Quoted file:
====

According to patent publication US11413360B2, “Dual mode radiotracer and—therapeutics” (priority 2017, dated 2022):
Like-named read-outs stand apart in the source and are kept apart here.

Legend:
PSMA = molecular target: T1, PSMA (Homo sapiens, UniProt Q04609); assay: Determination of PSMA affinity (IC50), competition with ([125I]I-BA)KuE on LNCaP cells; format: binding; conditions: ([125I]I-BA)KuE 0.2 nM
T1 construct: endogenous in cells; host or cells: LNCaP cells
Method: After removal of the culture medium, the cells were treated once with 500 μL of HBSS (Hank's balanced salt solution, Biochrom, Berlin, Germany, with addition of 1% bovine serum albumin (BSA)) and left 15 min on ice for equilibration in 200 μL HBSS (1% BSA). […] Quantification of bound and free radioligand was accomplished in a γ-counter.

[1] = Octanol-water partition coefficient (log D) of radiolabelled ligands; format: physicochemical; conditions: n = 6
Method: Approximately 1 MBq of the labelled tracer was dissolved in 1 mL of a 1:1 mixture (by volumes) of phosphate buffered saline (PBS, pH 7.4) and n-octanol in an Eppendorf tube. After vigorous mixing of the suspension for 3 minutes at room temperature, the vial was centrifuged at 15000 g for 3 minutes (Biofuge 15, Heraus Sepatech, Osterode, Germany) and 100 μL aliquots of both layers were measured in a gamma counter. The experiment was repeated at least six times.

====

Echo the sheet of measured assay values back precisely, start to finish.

According to patent publication US11413360B2, “Dual mode radiotracer and—therapeutics” (priority 2017, dated 2022):
Like-named read-outs stand apart in the source and are kept apart here.

Legend:
PSMA = molecular target: T1, PSMA (Homo sapiens, UniProt Q04609); assay: Determination of PSMA affinity (IC50), competition with ([125I]I-BA)KuE on LNCaP cells; format: binding; conditions: ([125I]I-BA)KuE 0.2 nM
T1 construct: endogenous in cells; host or cells: LNCaP cells
Method: After removal of the culture medium, the cells were treated once with 500 μL of HBSS (Hank's balanced salt solution, Biochrom, Berlin, Germany, with addition of 1% bovine serum albumin (BSA)) and left 15 min on ice for equilibration in 200 μL HBSS (1% BSA). […] Quantification of bound and free radioligand was accomplished in a γ-counter.

[1] = Octanol-water partition coefficient (log D) of radiolabelled ligands; format: physicochemical; conditions: n = 6
Method: Approximately 1 MBq of the labelled tracer was dissolved in 1 mL of a 1:1 mixture (by volumes) of phosphate buffered saline (PBS, pH 7.4) and n-octanol in an Eppendorf tube. After vigorous mixing of the suspension for 3 minutes at room temperature, the vial was centrifuged at 15000 g for 3 minutes (Biofuge 15, Heraus Sepatech, Osterode, Germany) and 100 μL aliquots of both layers were measured in a gamma counter. The experiment was repeated at least six times.